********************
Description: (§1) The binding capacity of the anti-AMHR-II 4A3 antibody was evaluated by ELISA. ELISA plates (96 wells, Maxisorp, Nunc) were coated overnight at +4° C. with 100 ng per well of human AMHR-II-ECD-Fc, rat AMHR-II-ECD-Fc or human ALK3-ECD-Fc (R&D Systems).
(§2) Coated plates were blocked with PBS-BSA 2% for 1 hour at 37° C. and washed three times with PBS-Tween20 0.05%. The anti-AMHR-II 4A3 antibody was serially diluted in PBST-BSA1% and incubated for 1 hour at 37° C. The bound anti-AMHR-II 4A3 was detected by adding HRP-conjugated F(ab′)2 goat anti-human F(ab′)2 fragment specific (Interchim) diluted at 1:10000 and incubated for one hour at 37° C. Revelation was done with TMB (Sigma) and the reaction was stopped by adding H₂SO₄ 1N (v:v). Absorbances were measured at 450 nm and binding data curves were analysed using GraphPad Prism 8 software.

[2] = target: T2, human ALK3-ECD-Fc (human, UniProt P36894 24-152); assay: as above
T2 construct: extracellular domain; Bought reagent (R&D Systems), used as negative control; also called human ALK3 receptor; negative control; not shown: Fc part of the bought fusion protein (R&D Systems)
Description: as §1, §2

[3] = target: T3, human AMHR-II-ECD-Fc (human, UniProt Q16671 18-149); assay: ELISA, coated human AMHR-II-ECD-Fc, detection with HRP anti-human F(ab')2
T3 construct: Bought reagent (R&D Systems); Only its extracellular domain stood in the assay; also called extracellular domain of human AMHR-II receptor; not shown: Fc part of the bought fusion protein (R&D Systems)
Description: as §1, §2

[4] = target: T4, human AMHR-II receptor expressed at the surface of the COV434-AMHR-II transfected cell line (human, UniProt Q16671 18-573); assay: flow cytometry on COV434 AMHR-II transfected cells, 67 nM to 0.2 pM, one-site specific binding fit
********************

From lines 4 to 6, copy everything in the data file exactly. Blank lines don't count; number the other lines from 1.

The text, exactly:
T2 construct: extracellular domain; Bought reagent (R&D Systems), used as negative control; also called human ALK3 receptor; negative control; not shown: Fc part of the bought fusion protein (R&D Systems)
Description: as §1, §2

[3] = target: T3, human AMHR-II-ECD-Fc (human, UniProt Q16671 18-149); assay: ELISA, coated human AMHR-II-ECD-Fc, detection with HRP anti-human F(ab')2